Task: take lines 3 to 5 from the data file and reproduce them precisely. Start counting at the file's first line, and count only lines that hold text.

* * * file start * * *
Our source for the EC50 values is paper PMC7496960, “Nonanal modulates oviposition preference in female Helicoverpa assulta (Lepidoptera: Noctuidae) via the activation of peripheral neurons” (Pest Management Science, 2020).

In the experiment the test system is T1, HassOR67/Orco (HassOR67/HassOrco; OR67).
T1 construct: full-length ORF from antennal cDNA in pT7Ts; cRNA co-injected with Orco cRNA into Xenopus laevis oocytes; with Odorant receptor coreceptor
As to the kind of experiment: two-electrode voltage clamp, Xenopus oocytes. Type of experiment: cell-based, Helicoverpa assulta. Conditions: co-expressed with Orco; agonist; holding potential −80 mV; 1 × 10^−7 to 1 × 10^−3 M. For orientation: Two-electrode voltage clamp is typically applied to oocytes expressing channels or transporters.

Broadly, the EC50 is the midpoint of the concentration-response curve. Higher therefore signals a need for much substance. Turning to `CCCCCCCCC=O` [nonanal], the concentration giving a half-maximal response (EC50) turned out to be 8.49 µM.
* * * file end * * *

T1 construct: full-length ORF from antennal cDNA in pT7Ts; cRNA co-injected with Orco cRNA into Xenopus laevis oocytes; with Odorant receptor coreceptor
As to the kind of experiment: two-electrode voltage clamp, Xenopus oocytes. Type of experiment: cell-based, Helicoverpa assulta. Conditions: co-expressed with Orco; agonist; holding potential −80 mV; 1 × 10^−7 to 1 × 10^−3 M. For orientation: Two-electrode voltage clamp is typically applied to oocytes expressing channels or transporters.

Broadly, the EC50 is the midpoint of the concentration-response curve. Higher therefore signals a need for much substance. Turning to `CCCCCCCCC=O` [nonanal], the concentration giving a half-maximal response (EC50) turned out to be 8.49 µM.